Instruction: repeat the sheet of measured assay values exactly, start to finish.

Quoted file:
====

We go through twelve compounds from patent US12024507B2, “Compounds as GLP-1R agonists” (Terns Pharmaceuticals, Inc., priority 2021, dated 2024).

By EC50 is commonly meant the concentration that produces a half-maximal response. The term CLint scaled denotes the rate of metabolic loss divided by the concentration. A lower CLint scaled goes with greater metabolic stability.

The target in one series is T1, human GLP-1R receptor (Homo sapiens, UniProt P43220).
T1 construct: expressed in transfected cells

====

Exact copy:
We go through twelve compounds from patent US12024507B2, “Compounds as GLP-1R agonists” (Terns Pharmaceuticals, Inc., priority 2021, dated 2024).

By EC50 is commonly meant the concentration that produces a half-maximal response. The term CLint scaled denotes the rate of metabolic loss divided by the concentration. A lower CLint scaled goes with greater metabolic stability.

The target in one series is T1, human GLP-1R receptor (Homo sapiens, UniProt P43220).
T1 construct: expressed in transfected cells